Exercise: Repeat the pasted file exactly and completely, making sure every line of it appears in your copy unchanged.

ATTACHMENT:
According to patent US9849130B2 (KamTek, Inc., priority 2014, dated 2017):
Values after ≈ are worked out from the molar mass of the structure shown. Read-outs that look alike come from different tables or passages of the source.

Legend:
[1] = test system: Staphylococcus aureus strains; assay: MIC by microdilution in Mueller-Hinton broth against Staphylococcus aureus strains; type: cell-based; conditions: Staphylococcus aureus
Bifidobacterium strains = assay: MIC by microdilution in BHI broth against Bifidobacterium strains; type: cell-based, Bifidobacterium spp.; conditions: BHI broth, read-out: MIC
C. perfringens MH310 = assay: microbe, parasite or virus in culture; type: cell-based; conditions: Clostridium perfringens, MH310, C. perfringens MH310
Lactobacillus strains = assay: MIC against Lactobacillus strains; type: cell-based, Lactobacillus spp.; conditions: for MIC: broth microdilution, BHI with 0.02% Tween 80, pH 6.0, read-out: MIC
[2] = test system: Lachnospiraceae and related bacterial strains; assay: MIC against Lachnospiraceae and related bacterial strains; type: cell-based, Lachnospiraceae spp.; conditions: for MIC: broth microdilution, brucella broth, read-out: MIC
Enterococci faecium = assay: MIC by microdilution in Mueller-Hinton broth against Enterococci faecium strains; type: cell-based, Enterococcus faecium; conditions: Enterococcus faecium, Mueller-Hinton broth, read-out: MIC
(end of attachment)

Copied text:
According to patent US9849130B2 (KamTek, Inc., priority 2014, dated 2017):
Values after ≈ are worked out from the molar mass of the structure shown. Read-outs that look alike come from different tables or passages of the source.

Legend:
[1] = test system: Staphylococcus aureus strains; assay: MIC by microdilution in Mueller-Hinton broth against Staphylococcus aureus strains; type: cell-based; conditions: Staphylococcus aureus
Bifidobacterium strains = assay: MIC by microdilution in BHI broth against Bifidobacterium strains; type: cell-based, Bifidobacterium spp.; conditions: BHI broth, read-out: MIC
C. perfringens MH310 = assay: microbe, parasite or virus in culture; type: cell-based; conditions: Clostridium perfringens, MH310, C. perfringens MH310
Lactobacillus strains = assay: MIC against Lactobacillus strains; type: cell-based, Lactobacillus spp.; conditions: for MIC: broth microdilution, BHI with 0.02% Tween 80, pH 6.0, read-out: MIC
[2] = test system: Lachnospiraceae and related bacterial strains; assay: MIC against Lachnospiraceae and related bacterial strains; type: cell-based, Lachnospiraceae spp.; conditions: for MIC: broth microdilution, brucella broth, read-out: MIC
Enterococci faecium = assay: MIC by microdilution in Mueller-Hinton broth against Enterococci faecium strains; type: cell-based, Enterococcus faecium; conditions: Enterococcus faecium, Mueller-Hinton broth, read-out: MIC